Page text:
Wednesday, February 10, 2010

Psychiatric Medication - Coping With Prejudice And Rejection

image by jmtwid,

Supportive Family, Positive Auto-Suggestions Can Help

The way society has evolved over the centuries, a lot of stigma has come to be associated with mental illness. Even in the so-called enlightened world of today, anybody who is known to be undergoing intervention for psychiatric illness is largely accorded a social status that is less than desirable, to put it euphemistically. The stereotype of "mad", "crazy", "nuts", "psycho" and "psychotic" is so deeply entrenched that even well-intentioned people find themselves viewing the individual through a distorted prism. Observe the owners of premises interviewing a prospective tenant, and see how they react when they come to know that the person talking to them has just returned from a session at the psychiatrist's clinic. Employers have been known to be wary of prospective employees who as much as hint that they are undergoing some treatment or the other that is related to mental illness.

image by mzacha,

Mentally-ill people face a double whammy. On the one hand they have to struggle with being accepted by the community at large. In order to attain acceptability and be given the treatment reserved for any other, "normal" individual, these people go to any extent to hide their problems and issues. In order to avoid being "found out" and consequently getting socially rejected, such people often withdraw into their shell, and limit their social interchange only with those whom they can trust. This deprives them from developing meaningful relationships at all levels - personal, educational, career and professional.

image by wetape,

On the other hand, the mentally-ill people internalize the stigma. The looks and the body language let out by others when it becomes known that they are being treated for mental illness, and the behavior exhibited by the general public towards such people come to haunt them. The consequence of this continuous dwelling on the negative reactions is the repeated auto-suggestions of "I am not normal", "I am stupid", "I am crazy", "I am no good", "I am mad", "I am defective", "I have no reason to be alive", and the like. Shame sets in, along with feelings of belittlement and lack of worth and low self-esteem. At times, the internalization of stigma is even worse than the actual responses received from society. Is it any surprise, then, to find quite a few of the mentally-ill also suffering from depression?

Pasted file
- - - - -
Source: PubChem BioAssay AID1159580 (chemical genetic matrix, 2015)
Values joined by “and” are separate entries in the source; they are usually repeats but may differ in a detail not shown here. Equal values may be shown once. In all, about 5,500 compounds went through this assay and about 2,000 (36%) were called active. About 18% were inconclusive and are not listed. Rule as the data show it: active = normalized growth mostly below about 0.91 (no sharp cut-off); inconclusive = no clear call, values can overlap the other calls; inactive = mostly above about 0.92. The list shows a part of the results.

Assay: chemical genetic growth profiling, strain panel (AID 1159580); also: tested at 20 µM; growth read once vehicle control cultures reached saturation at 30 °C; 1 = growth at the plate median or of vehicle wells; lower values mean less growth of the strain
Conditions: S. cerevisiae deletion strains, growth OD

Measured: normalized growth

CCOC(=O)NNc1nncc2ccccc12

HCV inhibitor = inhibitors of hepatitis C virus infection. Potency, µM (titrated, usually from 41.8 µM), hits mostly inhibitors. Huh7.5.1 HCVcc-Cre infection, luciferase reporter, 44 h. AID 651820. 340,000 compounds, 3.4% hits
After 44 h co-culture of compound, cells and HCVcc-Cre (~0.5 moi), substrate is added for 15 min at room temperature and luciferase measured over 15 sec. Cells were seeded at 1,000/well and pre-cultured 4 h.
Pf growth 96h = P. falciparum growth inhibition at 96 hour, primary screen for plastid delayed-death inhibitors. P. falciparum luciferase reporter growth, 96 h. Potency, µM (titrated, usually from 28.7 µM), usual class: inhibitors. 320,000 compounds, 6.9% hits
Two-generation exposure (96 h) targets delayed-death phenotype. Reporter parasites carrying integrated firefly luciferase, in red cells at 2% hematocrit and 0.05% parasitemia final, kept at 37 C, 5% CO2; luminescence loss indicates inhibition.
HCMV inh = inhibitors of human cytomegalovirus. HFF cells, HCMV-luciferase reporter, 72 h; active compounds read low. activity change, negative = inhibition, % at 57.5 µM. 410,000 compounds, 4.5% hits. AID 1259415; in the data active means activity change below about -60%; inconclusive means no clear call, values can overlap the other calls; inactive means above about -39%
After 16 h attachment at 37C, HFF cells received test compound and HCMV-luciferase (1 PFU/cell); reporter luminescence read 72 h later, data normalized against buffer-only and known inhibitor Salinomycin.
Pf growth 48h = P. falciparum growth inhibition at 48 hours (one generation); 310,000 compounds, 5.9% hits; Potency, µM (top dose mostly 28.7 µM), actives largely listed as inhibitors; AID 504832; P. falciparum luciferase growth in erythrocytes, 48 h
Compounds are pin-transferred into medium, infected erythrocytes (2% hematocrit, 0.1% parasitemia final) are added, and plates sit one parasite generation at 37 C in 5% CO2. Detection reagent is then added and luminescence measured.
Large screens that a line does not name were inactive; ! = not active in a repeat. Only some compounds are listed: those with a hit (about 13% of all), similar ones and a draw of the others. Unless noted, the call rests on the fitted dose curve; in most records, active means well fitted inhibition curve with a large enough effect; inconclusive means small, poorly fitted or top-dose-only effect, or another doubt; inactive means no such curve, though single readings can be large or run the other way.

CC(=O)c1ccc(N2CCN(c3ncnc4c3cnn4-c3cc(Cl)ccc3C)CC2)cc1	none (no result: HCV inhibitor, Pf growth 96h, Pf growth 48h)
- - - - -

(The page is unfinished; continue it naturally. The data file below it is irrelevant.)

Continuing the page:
image by duchesssa,

It is interesting that the male species takes the stigma and rejection more to heart than the female. This perhaps has to do with the traditional role of the male being "strong" and "in control" of himself, and the general perception of the male being a person who is a "macho" and "not a sissy" and who "can take care of oneself without mother-like attention". Communal definitions of "success" and "fitting in" drive the males to hide their mental-health problems from the rest of the world, and also prevent them from seeking help - "What will everybody think? What opinion will they hold of me if I tell them that I am suffering from so-and-so condition?" Women on the other hand find it easier to accommodate their illness into their overall self-concept, and can therefore better cope with the condition.